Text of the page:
While trust in politicians and political systems is lower than ever, new research shows the Gillard government kept most of its promises.
There are generally two kinds of federal election: one when the government is returned; the other when it is defeated. History tells us the former is far more common.
The dire level of trust in Australia's government and politicians has serious implications for the health of our democracy. Whoever wins the next federal election must make fixing it a priority.
As Australians' trust in politicians continues to slide, whoever wins the 2019 will need to work hard to restore it if it has any hope of bringing about genuine reform.
Research shows that the sense of belonging provided by platforms like Facebook trumps our distrust of social media.
More democratic forms of politics, journalism and fact-checking will be needed when we can no longer trust any video footage.
Blockchain technology was supposed to make trust unnecessary – but that turns out not to be true. Most people will want laws and regulations to help make blockchain-based systems trustworthy.
Rebuilding trust is possible, but as the aftermath of the banking crisis in the UK shows, very difficult.
Australians' trust in politicians and democracy continues to plummet, posing significant problems for the effective running of the country.
Scholars and skeptics warned about Facebook long before its founder was even born. Technology companies keep asking for more and more data and proving they can't be trusted.
A peaceful society requires us to trust our public institutions, but in order to do so, we must question them. Questions are a healthy and necessary response to a world filled with uncertainty.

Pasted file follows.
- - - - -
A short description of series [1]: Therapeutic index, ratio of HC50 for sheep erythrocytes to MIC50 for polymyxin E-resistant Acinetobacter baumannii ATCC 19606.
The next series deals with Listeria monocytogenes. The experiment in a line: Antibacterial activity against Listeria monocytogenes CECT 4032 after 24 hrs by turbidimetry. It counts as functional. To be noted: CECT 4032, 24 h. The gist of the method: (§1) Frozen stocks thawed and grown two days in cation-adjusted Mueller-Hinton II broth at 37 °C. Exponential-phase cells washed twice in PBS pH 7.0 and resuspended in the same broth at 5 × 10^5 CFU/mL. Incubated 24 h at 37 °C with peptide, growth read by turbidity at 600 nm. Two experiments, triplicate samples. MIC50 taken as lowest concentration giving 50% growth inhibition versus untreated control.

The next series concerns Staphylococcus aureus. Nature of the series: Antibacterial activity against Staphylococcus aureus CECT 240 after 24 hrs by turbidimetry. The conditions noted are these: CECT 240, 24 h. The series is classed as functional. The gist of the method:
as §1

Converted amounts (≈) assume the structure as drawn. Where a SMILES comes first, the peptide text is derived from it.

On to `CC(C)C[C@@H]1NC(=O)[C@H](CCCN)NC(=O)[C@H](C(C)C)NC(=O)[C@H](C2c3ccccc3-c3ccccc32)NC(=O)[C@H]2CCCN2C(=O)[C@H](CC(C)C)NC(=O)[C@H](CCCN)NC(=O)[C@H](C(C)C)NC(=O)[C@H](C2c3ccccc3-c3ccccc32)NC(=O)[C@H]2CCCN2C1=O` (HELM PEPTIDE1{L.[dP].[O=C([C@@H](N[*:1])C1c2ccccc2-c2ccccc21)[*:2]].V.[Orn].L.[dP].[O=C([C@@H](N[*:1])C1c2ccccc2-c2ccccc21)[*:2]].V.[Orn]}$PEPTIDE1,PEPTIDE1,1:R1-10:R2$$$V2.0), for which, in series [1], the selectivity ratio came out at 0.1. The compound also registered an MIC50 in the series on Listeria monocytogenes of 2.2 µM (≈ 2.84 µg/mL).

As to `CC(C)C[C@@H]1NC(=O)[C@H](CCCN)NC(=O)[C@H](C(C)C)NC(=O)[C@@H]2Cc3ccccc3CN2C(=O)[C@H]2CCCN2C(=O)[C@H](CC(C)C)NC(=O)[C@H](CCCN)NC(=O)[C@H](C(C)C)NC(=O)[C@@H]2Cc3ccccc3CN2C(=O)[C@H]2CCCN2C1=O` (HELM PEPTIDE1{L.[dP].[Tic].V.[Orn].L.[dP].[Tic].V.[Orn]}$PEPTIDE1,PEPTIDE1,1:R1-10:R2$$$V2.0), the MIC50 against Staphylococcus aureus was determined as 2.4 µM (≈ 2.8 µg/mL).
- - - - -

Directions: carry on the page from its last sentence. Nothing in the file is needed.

Bitcoin and other digital currencies have been running wild in recent years, soaring and then plunging in value. A few stories from The Conversation's archive offer a glimpse into their world.
Research shows that trust is 'knowable' -- you can calculate whether you can trust an individual, based on their behaviours.
Facebook users may be flagging news as fake just because they disagree with it.
A number of factors – from our eagerness to place trust in people to our overconfidence in our own intelligence – make us easy prey.
Three trends suggest people in less developed nations – who are coming online in greater numbers – use and trust the internet very differently those in more developed economies.
Societies that are happier than others would be reflecting more confidence and trust in their institutions and economic systems.
Trust is the keystone of the entire Internet system: without it more connection and therefore more commerce. How to restore it?
The way Australian politics is conducted now - abrasive, shallow, personal - is a known turn-off for voters. So why don't the politicans change?
A survey shows that most Puerto Ricans didn't highly rate the official information coming out of the island. With the Institute of Statistics in trouble, the situation is likely not to improve.